Don’t aim at us: Sixty-eight percent of people opted out of running political ads based on race, income, political inclinations, and other demographic information. Ads should be seen by everyone. Around two-thirds of those surveyed said that social media companies should also make it clearer how ads are targeted and funded.
Behind the study: British research firm YouGov conducted the survey on behalf of Global Witness, a 27-year-old international advocacy group that deals with issues ranging from climate change to corruption and digital rights. The error rate of the survey was 2.92 percentage points.
In recent years, Global Witness has urged lawmakers in both the US and Europe to scrutinize larger technology companies. In particular, the group has urged Congress to pass laws banning micro-targeting of online political ads and requiring more precise disclosure of who is funding them.
Silicon Valley action: Facebook, Google and Twitter revised their political advertising guidelines after it became known that Kremlin-affiliated online trolls bought ads to attack Hillary Clinton and stir up trouble in the 2016 US presidential election. All three companies have since created publicly accessible databases listing advertisements and information about them.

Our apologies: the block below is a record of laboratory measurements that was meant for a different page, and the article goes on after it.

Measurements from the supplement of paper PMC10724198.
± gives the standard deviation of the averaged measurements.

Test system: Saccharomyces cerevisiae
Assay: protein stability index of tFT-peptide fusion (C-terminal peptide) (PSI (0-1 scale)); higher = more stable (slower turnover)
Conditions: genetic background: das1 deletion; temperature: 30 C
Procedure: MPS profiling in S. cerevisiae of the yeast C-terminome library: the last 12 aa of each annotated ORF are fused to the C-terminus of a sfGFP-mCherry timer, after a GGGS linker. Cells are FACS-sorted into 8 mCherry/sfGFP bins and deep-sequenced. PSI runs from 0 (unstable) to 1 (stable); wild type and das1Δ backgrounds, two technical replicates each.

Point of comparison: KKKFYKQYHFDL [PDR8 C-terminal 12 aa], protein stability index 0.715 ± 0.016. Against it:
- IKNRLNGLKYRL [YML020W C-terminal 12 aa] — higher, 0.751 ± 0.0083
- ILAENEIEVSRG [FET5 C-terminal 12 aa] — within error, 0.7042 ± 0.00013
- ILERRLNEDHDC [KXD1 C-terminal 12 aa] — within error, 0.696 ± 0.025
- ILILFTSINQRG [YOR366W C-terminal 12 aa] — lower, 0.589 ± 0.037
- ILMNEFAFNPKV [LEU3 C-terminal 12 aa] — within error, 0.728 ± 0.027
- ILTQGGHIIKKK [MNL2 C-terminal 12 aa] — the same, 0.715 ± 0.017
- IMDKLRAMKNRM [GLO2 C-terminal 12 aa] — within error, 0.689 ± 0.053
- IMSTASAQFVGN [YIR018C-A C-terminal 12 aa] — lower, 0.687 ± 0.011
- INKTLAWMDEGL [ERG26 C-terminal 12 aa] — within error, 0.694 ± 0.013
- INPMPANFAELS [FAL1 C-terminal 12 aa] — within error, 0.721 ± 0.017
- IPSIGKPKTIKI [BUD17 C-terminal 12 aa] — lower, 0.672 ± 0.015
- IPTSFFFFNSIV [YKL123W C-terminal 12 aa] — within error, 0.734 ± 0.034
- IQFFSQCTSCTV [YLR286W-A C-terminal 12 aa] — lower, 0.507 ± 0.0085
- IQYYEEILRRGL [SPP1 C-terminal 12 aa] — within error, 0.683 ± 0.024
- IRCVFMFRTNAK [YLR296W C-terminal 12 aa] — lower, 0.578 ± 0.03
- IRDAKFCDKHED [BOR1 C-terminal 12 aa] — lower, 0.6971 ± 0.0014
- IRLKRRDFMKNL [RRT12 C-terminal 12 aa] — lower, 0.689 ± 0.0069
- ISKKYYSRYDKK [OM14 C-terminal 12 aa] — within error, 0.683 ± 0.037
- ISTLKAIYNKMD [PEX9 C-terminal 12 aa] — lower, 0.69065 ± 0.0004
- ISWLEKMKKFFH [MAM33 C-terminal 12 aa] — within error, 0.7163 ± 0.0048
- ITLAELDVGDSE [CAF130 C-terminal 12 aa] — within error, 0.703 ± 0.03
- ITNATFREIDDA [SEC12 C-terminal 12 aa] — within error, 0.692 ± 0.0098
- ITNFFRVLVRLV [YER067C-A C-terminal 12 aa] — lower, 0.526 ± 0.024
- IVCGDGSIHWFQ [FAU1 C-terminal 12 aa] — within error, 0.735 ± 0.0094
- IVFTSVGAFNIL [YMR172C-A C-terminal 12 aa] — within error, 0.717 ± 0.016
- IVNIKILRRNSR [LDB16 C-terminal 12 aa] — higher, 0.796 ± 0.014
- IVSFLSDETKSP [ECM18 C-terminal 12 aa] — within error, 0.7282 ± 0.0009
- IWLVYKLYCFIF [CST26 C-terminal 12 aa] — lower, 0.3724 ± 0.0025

Companies have also taken steps to restrict political ads before the election.
Twitter has taken the boldest steps of any of the three companies, and last year decided to get rid of political ads entirely. Meanwhile, Google limited political advertisers to targeting messages based on age, location, and gender. Facebook hasn’t imposed any similar restrictions, although as of this week it has banned the publication of new political ads indefinitely.